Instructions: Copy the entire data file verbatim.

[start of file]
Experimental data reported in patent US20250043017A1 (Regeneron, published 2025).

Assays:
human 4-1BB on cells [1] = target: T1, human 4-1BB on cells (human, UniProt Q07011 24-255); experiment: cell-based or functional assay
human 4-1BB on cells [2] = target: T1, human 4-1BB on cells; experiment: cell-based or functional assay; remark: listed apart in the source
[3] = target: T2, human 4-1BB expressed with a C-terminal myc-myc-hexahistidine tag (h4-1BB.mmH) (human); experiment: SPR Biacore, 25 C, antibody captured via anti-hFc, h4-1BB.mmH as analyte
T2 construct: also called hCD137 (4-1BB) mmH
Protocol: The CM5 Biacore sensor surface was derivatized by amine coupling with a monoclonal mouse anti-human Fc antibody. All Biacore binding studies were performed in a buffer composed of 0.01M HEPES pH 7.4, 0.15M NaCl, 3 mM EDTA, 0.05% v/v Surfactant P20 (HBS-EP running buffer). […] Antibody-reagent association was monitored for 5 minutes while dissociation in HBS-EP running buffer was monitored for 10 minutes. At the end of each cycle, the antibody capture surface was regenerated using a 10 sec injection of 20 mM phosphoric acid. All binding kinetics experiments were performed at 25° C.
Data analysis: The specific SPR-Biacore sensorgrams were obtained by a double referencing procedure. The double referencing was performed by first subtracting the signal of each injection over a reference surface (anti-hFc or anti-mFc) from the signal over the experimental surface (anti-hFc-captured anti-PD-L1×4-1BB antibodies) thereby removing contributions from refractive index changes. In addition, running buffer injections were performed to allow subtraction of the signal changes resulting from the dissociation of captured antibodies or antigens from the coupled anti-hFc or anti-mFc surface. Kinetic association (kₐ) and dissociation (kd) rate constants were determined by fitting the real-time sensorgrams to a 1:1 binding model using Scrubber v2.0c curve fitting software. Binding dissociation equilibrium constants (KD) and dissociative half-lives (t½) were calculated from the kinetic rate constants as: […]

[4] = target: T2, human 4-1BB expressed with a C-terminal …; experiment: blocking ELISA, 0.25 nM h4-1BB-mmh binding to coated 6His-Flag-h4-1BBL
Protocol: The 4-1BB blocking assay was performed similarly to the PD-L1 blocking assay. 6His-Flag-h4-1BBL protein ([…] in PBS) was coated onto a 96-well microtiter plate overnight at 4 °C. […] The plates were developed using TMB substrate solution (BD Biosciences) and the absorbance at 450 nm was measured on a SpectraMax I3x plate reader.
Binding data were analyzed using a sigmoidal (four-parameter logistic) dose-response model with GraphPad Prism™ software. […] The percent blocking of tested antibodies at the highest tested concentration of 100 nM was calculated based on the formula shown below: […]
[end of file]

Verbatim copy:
Experimental data reported in patent US20250043017A1 (Regeneron, published 2025).

Assays:
human 4-1BB on cells [1] = target: T1, human 4-1BB on cells (human, UniProt Q07011 24-255); experiment: cell-based or functional assay
human 4-1BB on cells [2] = target: T1, human 4-1BB on cells; experiment: cell-based or functional assay; remark: listed apart in the source
[3] = target: T2, human 4-1BB expressed with a C-terminal myc-myc-hexahistidine tag (h4-1BB.mmH) (human); experiment: SPR Biacore, 25 C, antibody captured via anti-hFc, h4-1BB.mmH as analyte
T2 construct: also called hCD137 (4-1BB) mmH
Protocol: The CM5 Biacore sensor surface was derivatized by amine coupling with a monoclonal mouse anti-human Fc antibody. All Biacore binding studies were performed in a buffer composed of 0.01M HEPES pH 7.4, 0.15M NaCl, 3 mM EDTA, 0.05% v/v Surfactant P20 (HBS-EP running buffer). […] Antibody-reagent association was monitored for 5 minutes while dissociation in HBS-EP running buffer was monitored for 10 minutes. At the end of each cycle, the antibody capture surface was regenerated using a 10 sec injection of 20 mM phosphoric acid. All binding kinetics experiments were performed at 25° C.
Data analysis: The specific SPR-Biacore sensorgrams were obtained by a double referencing procedure. The double referencing was performed by first subtracting the signal of each injection over a reference surface (anti-hFc or anti-mFc) from the signal over the experimental surface (anti-hFc-captured anti-PD-L1×4-1BB antibodies) thereby removing contributions from refractive index changes. In addition, running buffer injections were performed to allow subtraction of the signal changes resulting from the dissociation of captured antibodies or antigens from the coupled anti-hFc or anti-mFc surface. Kinetic association (kₐ) and dissociation (kd) rate constants were determined by fitting the real-time sensorgrams to a 1:1 binding model using Scrubber v2.0c curve fitting software. Binding dissociation equilibrium constants (KD) and dissociative half-lives (t½) were calculated from the kinetic rate constants as: […]

[4] = target: T2, human 4-1BB expressed with a C-terminal …; experiment: blocking ELISA, 0.25 nM h4-1BB-mmh binding to coated 6His-Flag-h4-1BBL
Protocol: The 4-1BB blocking assay was performed similarly to the PD-L1 blocking assay. 6His-Flag-h4-1BBL protein ([…] in PBS) was coated onto a 96-well microtiter plate overnight at 4 °C. […] The plates were developed using TMB substrate solution (BD Biosciences) and the absorbance at 450 nm was measured on a SpectraMax I3x plate reader.
Binding data were analyzed using a sigmoidal (four-parameter logistic) dose-response model with GraphPad Prism™ software. […] The percent blocking of tested antibodies at the highest tested concentration of 100 nM was calculated based on the formula shown below: […]